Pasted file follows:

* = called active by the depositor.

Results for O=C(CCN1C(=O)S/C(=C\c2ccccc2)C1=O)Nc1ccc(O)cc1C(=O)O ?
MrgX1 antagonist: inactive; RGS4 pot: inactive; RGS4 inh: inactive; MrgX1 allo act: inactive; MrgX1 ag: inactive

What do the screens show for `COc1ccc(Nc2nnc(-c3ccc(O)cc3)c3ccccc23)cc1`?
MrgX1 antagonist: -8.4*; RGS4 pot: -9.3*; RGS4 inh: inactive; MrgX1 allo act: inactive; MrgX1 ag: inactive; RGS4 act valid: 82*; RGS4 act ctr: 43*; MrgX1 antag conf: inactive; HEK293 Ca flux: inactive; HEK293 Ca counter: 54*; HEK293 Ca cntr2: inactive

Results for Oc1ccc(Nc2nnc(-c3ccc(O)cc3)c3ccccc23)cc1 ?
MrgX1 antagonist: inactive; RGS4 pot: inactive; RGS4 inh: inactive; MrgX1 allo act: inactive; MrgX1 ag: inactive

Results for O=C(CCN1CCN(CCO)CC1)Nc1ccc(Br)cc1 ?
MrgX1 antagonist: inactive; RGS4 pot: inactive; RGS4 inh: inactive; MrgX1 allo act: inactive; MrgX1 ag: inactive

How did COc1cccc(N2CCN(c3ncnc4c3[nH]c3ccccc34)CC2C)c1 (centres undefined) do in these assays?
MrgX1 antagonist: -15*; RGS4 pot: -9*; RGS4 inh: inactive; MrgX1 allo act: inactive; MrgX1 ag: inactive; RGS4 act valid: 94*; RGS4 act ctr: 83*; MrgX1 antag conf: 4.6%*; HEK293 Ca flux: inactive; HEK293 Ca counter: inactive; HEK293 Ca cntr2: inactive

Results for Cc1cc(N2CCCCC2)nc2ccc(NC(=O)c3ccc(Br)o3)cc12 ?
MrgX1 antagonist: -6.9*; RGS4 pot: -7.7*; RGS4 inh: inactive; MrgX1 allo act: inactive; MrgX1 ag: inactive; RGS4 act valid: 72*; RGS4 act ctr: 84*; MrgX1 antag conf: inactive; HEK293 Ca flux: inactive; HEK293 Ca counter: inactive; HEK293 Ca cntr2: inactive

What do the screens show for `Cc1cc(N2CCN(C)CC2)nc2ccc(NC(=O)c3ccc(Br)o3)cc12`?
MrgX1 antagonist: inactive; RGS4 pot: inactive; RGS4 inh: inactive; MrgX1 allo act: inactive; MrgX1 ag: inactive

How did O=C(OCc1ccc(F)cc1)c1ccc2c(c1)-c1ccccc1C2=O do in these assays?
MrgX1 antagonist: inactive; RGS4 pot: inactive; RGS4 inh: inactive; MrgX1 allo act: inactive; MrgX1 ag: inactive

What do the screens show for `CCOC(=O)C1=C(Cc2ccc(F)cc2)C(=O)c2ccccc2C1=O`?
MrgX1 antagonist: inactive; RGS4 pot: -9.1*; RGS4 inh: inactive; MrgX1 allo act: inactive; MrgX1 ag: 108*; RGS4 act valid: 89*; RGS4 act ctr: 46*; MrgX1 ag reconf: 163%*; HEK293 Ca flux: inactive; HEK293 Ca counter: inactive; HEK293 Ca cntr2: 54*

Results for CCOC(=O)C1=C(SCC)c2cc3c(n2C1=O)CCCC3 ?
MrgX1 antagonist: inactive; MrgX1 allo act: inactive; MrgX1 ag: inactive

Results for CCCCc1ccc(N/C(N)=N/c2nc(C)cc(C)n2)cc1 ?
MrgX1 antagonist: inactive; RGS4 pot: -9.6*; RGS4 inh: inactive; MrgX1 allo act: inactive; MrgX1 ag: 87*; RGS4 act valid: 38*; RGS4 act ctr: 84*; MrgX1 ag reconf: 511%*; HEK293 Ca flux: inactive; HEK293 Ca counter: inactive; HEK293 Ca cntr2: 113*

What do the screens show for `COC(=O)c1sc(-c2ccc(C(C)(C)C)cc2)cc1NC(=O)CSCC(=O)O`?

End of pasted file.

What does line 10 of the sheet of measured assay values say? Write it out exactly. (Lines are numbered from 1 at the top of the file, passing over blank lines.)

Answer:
How did COc1cccc(N2CCN(c3ncnc4c3[nH]c3ccccc34)CC2C)c1 (centres undefined) do in these assays?